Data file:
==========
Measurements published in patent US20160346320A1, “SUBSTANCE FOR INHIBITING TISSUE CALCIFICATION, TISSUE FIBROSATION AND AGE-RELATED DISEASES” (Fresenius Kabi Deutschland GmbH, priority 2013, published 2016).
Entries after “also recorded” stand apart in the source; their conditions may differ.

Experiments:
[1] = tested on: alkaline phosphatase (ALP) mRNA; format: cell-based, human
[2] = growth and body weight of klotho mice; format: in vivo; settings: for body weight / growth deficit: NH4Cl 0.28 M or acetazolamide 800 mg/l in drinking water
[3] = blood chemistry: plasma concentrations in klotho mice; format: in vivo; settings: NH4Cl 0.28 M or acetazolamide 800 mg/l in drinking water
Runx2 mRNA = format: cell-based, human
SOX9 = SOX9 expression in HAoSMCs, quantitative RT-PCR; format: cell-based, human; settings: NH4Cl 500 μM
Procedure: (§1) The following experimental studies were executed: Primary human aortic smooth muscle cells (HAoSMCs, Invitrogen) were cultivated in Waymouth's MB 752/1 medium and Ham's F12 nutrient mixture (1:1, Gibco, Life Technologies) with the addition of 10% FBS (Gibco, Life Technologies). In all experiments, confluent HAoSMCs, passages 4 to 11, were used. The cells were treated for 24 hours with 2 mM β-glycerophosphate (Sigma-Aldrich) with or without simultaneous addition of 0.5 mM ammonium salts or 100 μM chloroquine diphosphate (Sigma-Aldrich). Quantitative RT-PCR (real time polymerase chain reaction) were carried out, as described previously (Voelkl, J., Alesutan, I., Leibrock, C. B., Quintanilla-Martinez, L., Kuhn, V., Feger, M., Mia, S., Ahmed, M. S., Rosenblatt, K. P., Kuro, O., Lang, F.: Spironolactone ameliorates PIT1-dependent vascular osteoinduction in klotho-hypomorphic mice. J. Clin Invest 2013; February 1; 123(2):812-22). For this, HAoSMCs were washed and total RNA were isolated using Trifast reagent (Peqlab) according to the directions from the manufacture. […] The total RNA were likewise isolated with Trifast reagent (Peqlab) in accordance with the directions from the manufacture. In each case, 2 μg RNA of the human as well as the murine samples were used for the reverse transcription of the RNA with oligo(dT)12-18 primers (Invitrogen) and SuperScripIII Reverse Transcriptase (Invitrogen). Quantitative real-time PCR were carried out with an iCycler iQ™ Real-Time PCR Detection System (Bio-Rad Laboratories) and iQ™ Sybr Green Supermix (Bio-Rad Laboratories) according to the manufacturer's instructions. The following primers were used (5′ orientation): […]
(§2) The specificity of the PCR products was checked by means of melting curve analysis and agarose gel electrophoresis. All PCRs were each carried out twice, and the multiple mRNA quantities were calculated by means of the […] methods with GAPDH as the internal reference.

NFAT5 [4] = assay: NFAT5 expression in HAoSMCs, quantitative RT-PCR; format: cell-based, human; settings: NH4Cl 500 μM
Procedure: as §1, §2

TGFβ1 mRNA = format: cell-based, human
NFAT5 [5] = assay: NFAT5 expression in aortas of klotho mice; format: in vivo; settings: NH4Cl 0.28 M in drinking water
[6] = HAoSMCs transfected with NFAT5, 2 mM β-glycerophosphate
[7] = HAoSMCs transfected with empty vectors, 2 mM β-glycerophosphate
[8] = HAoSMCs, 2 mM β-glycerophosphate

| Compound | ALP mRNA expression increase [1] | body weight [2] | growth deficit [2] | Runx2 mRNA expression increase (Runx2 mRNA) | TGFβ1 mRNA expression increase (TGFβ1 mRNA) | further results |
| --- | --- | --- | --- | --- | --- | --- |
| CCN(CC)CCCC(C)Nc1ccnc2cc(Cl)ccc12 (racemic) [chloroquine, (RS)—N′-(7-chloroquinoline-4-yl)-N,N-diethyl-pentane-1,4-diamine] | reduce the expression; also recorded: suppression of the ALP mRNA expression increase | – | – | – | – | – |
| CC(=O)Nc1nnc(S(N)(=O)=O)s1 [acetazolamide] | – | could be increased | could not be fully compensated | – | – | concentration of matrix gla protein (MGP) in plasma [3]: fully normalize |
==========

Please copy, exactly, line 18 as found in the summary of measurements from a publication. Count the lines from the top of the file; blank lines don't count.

| Compound | ALP mRNA expression increase [1] | body weight [2] | growth deficit [2] | Runx2 mRNA expression increase (Runx2 mRNA) | TGFβ1 mRNA expression increase (TGFβ1 mRNA) | further results |